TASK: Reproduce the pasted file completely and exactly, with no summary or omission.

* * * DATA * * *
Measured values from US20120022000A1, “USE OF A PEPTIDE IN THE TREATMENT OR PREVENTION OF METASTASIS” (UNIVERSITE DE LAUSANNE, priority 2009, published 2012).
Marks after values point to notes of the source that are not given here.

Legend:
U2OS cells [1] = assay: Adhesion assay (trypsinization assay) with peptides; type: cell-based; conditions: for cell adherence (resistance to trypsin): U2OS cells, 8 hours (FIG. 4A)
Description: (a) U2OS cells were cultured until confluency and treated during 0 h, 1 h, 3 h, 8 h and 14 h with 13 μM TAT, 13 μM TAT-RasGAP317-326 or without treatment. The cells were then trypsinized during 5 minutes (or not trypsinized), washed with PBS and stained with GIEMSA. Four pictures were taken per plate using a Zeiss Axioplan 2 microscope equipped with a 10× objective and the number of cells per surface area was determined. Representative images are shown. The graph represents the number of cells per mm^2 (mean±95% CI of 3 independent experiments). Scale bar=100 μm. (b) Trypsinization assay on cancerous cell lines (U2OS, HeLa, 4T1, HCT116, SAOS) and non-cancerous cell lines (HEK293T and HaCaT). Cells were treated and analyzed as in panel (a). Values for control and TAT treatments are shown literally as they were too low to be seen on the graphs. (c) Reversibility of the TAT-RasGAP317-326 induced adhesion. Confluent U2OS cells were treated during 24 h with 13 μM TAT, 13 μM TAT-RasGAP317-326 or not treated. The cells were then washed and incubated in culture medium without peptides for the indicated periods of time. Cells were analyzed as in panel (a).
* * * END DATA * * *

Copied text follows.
Measured values from US20120022000A1, “USE OF A PEPTIDE IN THE TREATMENT OR PREVENTION OF METASTASIS” (UNIVERSITE DE LAUSANNE, priority 2009, published 2012).
Marks after values point to notes of the source that are not given here.

Legend:
U2OS cells [1] = assay: Adhesion assay (trypsinization assay) with peptides; type: cell-based; conditions: for cell adherence (resistance to trypsin): U2OS cells, 8 hours (FIG. 4A)
Description: (a) U2OS cells were cultured until confluency and treated during 0 h, 1 h, 3 h, 8 h and 14 h with 13 μM TAT, 13 μM TAT-RasGAP317-326 or without treatment. The cells were then trypsinized during 5 minutes (or not trypsinized), washed with PBS and stained with GIEMSA. Four pictures were taken per plate using a Zeiss Axioplan 2 microscope equipped with a 10× objective and the number of cells per surface area was determined. Representative images are shown. The graph represents the number of cells per mm^2 (mean±95% CI of 3 independent experiments). Scale bar=100 μm. (b) Trypsinization assay on cancerous cell lines (U2OS, HeLa, 4T1, HCT116, SAOS) and non-cancerous cell lines (HEK293T and HaCaT). Cells were treated and analyzed as in panel (a). Values for control and TAT treatments are shown literally as they were too low to be seen on the graphs. (c) Reversibility of the TAT-RasGAP317-326 induced adhesion. Confluent U2OS cells were treated during 24 h with 13 μM TAT, 13 μM TAT-RasGAP317-326 or not treated. The cells were then washed and incubated in culture medium without peptides for the indicated periods of time. Cells were analyzed as in panel (a).